I just read the headline to a news story synopsis and I did a double take...sorta like a double cheeseburger double take!  The headline read "those who eat meat more likely to be prejudiced."

Hold on smokey, you better define your terms and explain how you come by this conclusion. 200-million carnivores demand to know.

The original report appeared in the Daily Mail and laid out the premise that "If you enjoy a good burger now and again you may also be a snob!"

Really? Because based on the holier than thou vegans I know I would have thought just the opposite was true...say, wait a minute, does that make me ... prejudiced?

Um, No. Please pass the pork.

Researchers from three universities surveyed 1,000 people and discovered that people don't just eat meat because it tastes good, but also because they believe they "naturally have a position of dominance over animals."

Carsten Koall/Getty Images

I wonder what kind of questions led to the answers that helped them form that conclusion?  Animal rights activists won't like this next question - Would being familiar with the following verse have saved them some time?  In the American King James version of the Bible, Genesis 1:26 reads:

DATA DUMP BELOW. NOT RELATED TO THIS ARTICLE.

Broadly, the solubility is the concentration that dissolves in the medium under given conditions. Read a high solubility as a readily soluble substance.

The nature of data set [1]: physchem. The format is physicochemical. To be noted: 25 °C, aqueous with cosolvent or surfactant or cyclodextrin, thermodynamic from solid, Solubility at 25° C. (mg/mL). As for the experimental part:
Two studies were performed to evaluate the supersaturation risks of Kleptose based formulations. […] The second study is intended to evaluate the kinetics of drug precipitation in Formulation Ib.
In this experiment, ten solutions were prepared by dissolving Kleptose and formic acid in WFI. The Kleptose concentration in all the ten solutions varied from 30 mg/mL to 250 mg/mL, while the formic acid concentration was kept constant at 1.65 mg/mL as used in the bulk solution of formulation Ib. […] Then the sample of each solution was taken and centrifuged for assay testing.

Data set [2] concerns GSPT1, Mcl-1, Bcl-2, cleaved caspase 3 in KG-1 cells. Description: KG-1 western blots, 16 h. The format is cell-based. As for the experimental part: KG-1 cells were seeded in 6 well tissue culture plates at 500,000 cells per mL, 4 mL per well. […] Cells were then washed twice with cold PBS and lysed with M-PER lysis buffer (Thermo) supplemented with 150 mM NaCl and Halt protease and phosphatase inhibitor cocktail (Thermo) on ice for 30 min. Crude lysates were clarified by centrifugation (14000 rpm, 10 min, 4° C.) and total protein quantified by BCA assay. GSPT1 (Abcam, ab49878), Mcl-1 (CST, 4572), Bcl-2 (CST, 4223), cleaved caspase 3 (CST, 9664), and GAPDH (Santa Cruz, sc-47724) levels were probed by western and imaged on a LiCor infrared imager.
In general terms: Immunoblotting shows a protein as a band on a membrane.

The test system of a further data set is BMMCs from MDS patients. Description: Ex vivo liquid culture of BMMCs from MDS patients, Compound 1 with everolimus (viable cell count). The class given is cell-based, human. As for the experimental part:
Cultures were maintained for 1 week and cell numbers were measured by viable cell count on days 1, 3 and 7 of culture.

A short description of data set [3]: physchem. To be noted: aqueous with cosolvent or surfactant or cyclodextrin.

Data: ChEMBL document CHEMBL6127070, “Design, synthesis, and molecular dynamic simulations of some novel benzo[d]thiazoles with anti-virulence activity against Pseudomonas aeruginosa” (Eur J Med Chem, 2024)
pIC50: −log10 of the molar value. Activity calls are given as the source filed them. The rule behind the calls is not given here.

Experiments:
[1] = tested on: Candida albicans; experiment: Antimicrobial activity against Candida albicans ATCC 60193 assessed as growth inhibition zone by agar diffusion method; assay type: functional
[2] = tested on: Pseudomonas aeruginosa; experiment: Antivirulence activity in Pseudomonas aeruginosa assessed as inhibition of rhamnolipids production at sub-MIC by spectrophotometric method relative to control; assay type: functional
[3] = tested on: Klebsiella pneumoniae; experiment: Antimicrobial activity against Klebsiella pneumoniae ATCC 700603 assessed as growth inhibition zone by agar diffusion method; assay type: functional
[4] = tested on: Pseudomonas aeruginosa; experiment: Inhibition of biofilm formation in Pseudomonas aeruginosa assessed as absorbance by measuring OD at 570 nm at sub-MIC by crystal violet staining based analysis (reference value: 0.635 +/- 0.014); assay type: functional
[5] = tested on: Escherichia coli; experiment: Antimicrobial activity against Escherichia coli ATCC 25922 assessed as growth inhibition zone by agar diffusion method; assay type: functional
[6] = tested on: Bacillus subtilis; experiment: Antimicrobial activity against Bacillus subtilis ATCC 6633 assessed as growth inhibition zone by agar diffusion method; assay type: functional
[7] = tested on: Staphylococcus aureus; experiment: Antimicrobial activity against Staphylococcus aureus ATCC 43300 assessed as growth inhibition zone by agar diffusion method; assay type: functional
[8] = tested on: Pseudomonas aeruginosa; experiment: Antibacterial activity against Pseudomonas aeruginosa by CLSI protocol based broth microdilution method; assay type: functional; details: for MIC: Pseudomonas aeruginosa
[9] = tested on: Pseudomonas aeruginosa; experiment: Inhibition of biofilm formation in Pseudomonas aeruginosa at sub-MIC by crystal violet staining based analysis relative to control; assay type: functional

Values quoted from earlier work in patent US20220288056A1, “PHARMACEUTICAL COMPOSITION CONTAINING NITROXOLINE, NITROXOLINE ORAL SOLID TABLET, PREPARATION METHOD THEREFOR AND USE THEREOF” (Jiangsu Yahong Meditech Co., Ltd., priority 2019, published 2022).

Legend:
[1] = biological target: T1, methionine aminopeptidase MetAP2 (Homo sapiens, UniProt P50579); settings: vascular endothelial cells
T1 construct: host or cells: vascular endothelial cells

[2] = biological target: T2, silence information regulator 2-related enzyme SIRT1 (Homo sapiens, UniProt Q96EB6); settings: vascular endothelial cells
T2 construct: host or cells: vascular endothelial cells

"And God said, Let us make man in our image, after our likeness: and let them have dominion over the fish of the sea, and over the fowl of the air, and over the cattle, and over all the earth, and over every creeping thing that creeps on the earth."

The scientists say believing you have the right to eat meat can also mean you believe in a hierarchical system, or that some people are better than others. (which is a pretty good example as to the difference between secular scientists and Christians!)

At least the scientists add that this sense of meat-eating entitlement  "could" lead one to be prejudiced, but they say it does not mean that meat-eaters are all automatically more likely to marginalize other groups of people. Thanks for that.  As I said before, pass the pork!  (Daily Mail)